One will imagine given this approach that had the first COVID-19 virus, the first identified in China last year originated in Africa; it is now clear that ‘the world would have locked Africa away and thrown away the key’.
There would have been no urgency to develop vaccines because Africa would have been expendable. This virus is already on three continents, and nobody is locking away Belgium, Denmark or Israel. Why is the West locking away Africa? The implications of this locking of Africa are enormous.
They are psychological – the emotional impact of Africans feeling discriminated against – and economic and social consequences. The loss in productivity and revenue to businesses in the aviation and allied industries in Nigeria within the period of the ban will affect the economy in the long run. Given the timing of this ban, many Nigerian families abroad that have planned to travel back to Nigeria to celebrate Christmas with their families may have to call off the travel plan.
Perhaps, if the government had been challenging this hatred as it did with the case of the UAE, Nigeria may get more respect. Nothing stops developing countries from engaging with the West more challengingly if they act condescendingly towards them.
There is a need for mutual respect from all countries and continents devoid of patriarchal sentiments and tendencies bordering towards ideological apartheid and unnecessary supremacy inclinations.
Omicron appears to be a politically divisive variant of the COVID-19 virus. The common lies about the Omicron variant targeted at Africa are not backed by scientific evidence. Instead, they reify existing ideology that often depicts Africa badly. Western countries’ fear of doom coming from Africa fuels their overaction.
Europe and its powerful allies are acting as if they are the exact representations of overbearing patriarchy – they rape, exploit, and use Africa as a resource base whilst condemning it as a hell on earth. The COVID crisis is not about to end. There may be other mutations with even stranger names.
One thing is clear: the gains of globalization may be eroded by the history of this virus. Both the West and Africa stand to lose. China’s interests will advance as it keeps dealing with the virus as a scientific and economic challenge with hidden benefits.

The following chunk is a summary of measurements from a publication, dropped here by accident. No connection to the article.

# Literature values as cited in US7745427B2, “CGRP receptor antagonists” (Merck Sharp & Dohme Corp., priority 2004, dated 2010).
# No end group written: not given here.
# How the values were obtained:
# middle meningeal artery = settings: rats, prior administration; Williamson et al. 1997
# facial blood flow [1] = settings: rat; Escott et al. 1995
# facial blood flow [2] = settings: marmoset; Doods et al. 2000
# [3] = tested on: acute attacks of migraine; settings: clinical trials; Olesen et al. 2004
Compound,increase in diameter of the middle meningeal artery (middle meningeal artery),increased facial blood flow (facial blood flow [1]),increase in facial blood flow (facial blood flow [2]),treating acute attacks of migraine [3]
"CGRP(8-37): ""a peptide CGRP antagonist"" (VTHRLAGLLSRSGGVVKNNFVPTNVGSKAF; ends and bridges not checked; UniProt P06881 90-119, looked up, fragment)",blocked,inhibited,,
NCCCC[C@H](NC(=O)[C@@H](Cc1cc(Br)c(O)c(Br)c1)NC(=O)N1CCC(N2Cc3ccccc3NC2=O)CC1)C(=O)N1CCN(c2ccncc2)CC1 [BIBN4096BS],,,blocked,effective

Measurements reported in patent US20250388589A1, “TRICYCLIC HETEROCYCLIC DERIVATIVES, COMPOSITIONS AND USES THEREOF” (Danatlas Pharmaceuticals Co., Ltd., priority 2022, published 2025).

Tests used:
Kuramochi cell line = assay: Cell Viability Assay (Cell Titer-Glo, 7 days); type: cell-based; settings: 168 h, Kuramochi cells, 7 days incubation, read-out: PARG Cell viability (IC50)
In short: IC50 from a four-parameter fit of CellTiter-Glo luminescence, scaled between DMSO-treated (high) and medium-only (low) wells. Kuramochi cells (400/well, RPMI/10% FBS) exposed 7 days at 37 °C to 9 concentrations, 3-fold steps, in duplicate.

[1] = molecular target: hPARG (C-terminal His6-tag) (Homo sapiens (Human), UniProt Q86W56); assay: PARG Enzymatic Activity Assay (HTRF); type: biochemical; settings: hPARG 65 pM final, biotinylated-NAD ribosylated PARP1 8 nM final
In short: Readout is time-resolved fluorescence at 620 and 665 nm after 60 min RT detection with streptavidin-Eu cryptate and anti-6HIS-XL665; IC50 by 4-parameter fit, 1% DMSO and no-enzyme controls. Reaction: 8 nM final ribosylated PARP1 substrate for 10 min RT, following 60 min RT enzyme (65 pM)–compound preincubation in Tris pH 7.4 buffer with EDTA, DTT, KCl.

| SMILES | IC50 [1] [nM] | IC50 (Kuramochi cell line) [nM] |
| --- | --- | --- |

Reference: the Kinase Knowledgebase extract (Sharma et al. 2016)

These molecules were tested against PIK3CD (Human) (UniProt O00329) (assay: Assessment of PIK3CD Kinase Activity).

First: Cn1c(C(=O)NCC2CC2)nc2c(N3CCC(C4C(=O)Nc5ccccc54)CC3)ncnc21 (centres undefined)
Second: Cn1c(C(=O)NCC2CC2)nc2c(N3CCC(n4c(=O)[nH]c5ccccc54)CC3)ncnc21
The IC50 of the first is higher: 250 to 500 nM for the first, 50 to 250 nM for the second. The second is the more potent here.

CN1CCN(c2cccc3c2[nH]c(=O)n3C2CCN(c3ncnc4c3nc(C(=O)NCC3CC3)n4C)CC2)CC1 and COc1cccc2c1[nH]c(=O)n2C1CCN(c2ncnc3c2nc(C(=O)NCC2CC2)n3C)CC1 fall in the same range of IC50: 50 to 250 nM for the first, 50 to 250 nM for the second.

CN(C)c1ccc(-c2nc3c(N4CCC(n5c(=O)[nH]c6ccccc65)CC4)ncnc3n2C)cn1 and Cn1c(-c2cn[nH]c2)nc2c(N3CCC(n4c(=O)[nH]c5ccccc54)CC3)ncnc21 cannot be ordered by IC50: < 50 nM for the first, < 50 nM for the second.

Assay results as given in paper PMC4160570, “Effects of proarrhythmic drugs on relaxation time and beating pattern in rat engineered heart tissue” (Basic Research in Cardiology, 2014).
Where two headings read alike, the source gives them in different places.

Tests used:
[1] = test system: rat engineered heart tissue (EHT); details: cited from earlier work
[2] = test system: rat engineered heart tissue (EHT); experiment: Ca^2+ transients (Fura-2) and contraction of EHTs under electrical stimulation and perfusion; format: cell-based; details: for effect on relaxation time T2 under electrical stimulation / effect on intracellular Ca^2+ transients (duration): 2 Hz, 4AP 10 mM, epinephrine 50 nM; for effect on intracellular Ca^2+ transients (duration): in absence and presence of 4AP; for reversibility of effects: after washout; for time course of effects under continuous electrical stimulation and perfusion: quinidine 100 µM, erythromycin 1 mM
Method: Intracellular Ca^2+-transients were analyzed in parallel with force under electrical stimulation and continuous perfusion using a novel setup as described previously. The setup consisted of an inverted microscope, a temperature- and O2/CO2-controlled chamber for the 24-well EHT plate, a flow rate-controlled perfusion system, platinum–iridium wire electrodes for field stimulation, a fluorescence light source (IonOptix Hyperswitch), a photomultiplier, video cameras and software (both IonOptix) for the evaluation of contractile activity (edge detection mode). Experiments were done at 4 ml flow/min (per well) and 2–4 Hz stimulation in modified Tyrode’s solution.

Africa must rise and seek collaboration and cooperation instead of looking up to the West for salvation. This discriminatory treatment of Africa should spur a renewed sense of Pan-Africanism and bring all African countries together to work for their collective good.
Reliance on the West to solve Africa’s problems reifies Africa’s perception as a problem continent and the concomitant fear that goes with those negative sentiments about Africa that persists in the West. Africa has allowed the West to tell its story for too long, and it is time Africa takes back control of its narrative and engage with the world on better terms.
Sometimes, it is difficult to blame the West for their knee jerk reactions to African issues. It comes from their existing perceptions of Africa as a corrupt haven, where poverty and disease are ravaging the continent that cannot help itself. Although this perception is not entirely accurate, Africa still engages from weak and needy positions with the world.
I implore Western countries that have placed restrictions on travel to and from Africa to change that policy immediately. The UK should revert to the status quo and allow Nigerians and British citizens to travel to the UK and Vice versa, especially during this Christmas festivities.
The stress and cost of quarantining citizens who probably are Omicron variant Covid 19 free just because of unscientific sentiments are unwarranted. If the West insists on this path, a retaliatory action may be inevitable and the next time African countries identify a variant of the COVID-19, they know exactly what not to do.